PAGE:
Search for Dark Matter Narrowed
Source: NSF Posted: 4/26/11 Scientists from the XENON collaboration announced the result from their search for the elusive component of our universe known as dark matter. After analyzing one hundred days of data taken with the XENON100 experiment, they see no evidence for the existence of Weakly Interacting Massive Particles (WIMPs).
The Bouncing Gas
Source: MIT Posted: 4/26/11 Clouds of gases that bounce off each other could help physicists model the behavior of high-temperature superconductors and other unusual materials.
Discovery may revolutionize hydrogen production
Source: EPFL Posted: 4/26/11 Producing hydrogen in a sustainable way is a challenge and production cost is too high. A team at EPFL has discovered that a molybdenum based catalyst allows hydrogen production at room temperature, and is inexpensive and efficient.
Turning windows into powerplants
Source: MIT Posted: 4/26/11 New technology from MIT could enable a building’s windows to generate power, without blocking the view.
Physicists Discover New Way to Visualize Warped Space and Time
Source: Caltech Posted: 4/17/11 When black holes slam into each other, the surrounding space and time surge and undulate like a heaving sea during a storm. This warping of space and time is so complicated that physicists haven't been able to understand the details of what goes on—until now.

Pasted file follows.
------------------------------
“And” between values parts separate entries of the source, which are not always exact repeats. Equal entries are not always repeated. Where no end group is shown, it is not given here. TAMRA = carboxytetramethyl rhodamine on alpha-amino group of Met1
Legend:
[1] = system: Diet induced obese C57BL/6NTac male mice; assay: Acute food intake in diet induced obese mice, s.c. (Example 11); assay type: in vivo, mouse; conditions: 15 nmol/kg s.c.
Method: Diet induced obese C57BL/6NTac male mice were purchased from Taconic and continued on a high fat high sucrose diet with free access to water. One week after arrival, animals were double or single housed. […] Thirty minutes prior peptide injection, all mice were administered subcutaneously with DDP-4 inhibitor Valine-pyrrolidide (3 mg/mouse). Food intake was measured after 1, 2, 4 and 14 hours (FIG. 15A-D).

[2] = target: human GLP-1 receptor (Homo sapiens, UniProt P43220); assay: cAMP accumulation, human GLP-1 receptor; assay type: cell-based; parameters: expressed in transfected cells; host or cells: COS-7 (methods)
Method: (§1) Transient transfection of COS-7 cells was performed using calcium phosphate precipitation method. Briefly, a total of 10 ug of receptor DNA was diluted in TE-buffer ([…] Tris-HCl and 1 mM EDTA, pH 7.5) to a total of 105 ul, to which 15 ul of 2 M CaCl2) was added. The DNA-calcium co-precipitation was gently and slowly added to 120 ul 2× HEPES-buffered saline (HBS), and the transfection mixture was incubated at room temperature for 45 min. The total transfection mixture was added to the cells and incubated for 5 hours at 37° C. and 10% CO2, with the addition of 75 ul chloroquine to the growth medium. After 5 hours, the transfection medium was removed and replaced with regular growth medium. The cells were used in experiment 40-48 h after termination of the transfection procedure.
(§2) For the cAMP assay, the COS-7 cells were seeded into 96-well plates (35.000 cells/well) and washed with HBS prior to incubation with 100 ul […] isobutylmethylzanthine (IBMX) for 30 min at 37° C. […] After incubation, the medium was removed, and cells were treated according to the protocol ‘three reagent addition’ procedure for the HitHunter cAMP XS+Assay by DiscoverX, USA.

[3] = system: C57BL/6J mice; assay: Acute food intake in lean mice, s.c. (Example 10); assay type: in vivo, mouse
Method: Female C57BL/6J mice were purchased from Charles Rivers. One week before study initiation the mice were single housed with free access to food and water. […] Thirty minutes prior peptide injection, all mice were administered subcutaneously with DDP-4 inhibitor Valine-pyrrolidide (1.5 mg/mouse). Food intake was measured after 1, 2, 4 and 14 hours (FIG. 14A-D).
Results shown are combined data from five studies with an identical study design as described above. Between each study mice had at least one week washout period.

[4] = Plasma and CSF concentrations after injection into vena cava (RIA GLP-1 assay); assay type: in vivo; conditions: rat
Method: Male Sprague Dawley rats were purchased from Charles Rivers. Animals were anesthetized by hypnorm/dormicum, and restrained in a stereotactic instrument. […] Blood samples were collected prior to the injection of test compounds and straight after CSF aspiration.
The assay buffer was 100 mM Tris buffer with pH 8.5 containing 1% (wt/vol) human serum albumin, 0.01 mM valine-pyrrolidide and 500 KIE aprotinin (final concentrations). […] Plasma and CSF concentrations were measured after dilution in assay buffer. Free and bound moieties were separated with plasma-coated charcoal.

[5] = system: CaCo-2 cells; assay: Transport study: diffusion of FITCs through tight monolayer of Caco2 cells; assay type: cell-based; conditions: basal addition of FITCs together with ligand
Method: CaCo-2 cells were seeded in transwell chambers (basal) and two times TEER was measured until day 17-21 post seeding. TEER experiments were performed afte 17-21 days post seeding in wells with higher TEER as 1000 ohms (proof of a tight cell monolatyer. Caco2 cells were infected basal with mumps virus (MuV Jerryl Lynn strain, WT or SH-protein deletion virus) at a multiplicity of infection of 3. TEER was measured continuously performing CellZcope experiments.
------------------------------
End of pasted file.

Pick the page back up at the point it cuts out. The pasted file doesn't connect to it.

The ‘quantum magnet’
Source: Harvard Posted: 4/17/11 Harvard physicists have expanded the possibilities for quantum engineering of novel materials such as high-temperature superconductors by coaxing ultracold atoms trapped in an optical lattice — a light crystal — to self-organize into a magnet, using only the minute disturbances resulting from quantum mechanics.
Scientists Make Magnetic New Graphene Discovery
Source: UMD Posted: 4/17/11 Researchers have discovered a way to control magnetic properties of graphene that could lead to powerful new applications in magnetic storage and magnetic random access memory.
Solar power without solar cells?
Source: UMich Posted: 4/17/11 A dramatic and surprising magnetic effect of light discovered by University of Michigan researchers could lead to solar power without traditional semiconductor-based solar cells.
'The greatest good will come from the technical improvements tending to unification and harmony.'